The past couple of weeks have been an unbelievable nightmare, culminating in a full-force BPD freak-out where I cried, screamed, howled, and eventually called a taxi to take me to S’s. I couldn’t cope with anything at all, and I admit there were a couple of situations where it looked like I was going to lose it entirely. I hit myself in the face. Toyed with a razor and a pair of scissors. Pulled a chunk of hair out, just to feel anything but the horrible pain inside of total loss of control. Stopped eating entirely for a week, living on strong coffee and the last of my dope stash, codeine; anything I could get my hands on to numb the fear just for a short while.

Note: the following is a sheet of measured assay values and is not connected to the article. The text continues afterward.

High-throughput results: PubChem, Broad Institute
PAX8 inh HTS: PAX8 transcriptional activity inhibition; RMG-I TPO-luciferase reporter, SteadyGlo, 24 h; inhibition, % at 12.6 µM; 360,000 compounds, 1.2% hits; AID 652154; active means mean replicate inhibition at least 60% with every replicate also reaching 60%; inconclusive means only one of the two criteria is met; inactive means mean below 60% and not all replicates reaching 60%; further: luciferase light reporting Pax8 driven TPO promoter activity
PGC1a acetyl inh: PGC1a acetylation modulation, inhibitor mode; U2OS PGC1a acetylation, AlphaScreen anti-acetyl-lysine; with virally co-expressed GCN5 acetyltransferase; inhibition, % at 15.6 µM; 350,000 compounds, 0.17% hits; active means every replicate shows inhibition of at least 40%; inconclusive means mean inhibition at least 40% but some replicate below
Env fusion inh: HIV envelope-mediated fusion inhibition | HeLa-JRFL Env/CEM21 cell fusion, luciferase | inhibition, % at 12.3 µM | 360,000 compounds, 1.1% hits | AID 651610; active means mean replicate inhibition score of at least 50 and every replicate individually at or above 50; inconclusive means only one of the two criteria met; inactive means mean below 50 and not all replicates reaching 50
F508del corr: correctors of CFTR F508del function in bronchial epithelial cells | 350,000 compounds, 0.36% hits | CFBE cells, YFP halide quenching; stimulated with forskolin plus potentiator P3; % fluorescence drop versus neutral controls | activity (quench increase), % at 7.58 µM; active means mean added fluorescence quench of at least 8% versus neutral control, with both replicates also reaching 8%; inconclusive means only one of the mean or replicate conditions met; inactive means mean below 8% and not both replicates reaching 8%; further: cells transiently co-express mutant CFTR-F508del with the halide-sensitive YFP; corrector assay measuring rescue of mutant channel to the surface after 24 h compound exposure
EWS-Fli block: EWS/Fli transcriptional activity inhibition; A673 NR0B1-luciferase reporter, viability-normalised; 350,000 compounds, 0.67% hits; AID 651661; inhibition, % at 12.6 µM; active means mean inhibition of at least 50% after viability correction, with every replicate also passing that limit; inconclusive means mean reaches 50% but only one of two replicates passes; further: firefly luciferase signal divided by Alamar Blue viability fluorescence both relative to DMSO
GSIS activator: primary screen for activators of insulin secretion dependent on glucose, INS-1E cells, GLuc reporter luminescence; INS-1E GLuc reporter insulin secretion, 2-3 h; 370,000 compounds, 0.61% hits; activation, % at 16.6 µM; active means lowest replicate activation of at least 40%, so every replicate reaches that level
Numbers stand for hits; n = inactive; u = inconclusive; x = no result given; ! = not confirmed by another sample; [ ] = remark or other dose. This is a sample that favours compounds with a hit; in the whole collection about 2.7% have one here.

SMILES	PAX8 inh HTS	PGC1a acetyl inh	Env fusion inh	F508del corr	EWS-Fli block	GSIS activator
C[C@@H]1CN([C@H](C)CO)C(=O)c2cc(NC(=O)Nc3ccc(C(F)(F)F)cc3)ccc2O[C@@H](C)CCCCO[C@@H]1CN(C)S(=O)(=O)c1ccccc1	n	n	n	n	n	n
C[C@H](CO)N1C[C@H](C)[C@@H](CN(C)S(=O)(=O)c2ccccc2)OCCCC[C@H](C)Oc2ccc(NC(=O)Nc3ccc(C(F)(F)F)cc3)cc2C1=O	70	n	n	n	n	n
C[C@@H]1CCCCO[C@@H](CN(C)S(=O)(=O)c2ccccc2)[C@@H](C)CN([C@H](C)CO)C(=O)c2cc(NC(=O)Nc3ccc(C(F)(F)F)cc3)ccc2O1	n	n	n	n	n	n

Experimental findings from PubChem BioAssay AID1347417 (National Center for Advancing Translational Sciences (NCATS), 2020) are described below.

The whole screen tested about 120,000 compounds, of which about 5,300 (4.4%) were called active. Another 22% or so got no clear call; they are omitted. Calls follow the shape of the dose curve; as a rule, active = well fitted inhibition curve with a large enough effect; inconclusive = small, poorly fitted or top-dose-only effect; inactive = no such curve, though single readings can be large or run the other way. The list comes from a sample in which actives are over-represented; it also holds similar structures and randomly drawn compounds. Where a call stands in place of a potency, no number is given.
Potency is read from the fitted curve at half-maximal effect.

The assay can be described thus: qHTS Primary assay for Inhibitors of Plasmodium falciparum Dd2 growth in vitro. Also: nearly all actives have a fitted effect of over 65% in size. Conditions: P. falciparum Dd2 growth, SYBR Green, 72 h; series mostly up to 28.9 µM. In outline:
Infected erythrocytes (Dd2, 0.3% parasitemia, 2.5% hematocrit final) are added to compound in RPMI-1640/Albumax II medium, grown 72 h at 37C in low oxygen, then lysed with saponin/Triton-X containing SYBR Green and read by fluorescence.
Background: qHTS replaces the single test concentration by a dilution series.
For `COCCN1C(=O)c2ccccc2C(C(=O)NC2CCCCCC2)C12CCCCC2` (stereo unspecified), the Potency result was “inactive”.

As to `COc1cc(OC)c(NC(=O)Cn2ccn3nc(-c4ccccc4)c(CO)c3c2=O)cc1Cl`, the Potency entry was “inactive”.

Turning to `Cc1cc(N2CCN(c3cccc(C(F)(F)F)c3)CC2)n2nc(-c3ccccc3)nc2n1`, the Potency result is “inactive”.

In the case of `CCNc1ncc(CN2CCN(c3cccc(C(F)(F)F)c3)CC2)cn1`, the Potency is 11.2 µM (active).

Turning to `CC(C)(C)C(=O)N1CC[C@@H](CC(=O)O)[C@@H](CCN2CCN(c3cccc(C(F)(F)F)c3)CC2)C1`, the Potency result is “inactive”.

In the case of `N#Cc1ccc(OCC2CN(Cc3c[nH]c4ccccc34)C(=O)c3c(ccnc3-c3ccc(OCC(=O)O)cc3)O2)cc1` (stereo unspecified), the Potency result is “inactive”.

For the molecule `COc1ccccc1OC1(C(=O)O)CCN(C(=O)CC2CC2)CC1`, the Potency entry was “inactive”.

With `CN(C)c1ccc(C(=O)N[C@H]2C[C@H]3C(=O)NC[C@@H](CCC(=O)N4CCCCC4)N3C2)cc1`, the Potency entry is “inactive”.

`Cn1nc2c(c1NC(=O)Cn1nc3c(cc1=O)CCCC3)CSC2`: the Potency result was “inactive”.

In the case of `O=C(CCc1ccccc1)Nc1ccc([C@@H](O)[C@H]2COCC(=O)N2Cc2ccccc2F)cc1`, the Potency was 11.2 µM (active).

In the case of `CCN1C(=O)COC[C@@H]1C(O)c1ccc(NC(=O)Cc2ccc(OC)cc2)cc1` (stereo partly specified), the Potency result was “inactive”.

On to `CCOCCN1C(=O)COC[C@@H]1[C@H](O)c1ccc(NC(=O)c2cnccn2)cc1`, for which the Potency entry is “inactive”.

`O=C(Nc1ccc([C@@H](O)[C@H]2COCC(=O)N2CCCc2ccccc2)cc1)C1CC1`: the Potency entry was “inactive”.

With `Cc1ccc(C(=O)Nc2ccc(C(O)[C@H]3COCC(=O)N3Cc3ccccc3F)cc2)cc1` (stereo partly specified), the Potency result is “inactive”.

In truth, I don’t know how I got through it all. Trying to explain just how wrong everything seemed to go…it’s impossible. You can’t put such things into words.

You see, it wasn’t just the move stressing me out – although it really didn’t help – and my habit of not being able to cope with more than one thing at once really didn’t help. Quite why I decided to stop taking my medication for a few days, I’m not sure… I should know better, and can only assume that BPD was telling me I’d be better off without them. It’s happened often in the past but I thought I was over it, and had more sense now. Obviously not.

Within two days I’d gone back to the old ways. Panic. Everything was a disaster. The world was ending. Paranoia, beyond belief. Constant – and I mean constant – tears. The need for reassurance. Grabbing onto anything to survive. Laying awake at night hearing the slight whisper of the voices creeping in. Shadows and movement just out of my vision. Feeling victimised by things which hadn’t even happened.